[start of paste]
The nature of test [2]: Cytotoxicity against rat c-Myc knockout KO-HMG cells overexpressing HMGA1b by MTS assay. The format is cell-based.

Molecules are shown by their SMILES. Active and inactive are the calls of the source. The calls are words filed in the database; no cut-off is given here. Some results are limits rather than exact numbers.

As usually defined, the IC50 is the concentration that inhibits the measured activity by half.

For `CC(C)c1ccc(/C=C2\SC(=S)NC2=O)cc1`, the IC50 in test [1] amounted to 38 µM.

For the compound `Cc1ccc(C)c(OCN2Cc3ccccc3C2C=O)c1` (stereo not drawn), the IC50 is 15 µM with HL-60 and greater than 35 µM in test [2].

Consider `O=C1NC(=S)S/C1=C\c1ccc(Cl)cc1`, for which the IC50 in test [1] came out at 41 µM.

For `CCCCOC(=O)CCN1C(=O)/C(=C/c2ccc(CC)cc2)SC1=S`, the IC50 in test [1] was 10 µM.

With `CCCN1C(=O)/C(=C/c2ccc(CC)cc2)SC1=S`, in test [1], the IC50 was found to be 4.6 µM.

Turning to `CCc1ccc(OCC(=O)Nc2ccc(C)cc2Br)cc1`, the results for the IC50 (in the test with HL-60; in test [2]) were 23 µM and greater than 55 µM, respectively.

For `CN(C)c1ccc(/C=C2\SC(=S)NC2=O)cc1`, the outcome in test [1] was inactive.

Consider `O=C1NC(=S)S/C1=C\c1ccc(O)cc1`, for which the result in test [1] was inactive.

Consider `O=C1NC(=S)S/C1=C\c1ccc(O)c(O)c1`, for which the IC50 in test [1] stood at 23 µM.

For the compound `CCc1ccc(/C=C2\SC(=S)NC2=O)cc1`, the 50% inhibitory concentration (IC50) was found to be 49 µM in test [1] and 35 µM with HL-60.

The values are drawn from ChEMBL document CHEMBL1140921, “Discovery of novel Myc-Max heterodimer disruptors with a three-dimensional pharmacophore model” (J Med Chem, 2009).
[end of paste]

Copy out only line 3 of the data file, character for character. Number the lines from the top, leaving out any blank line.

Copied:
As usually defined, the IC50 is the concentration that inhibits the measured activity by half.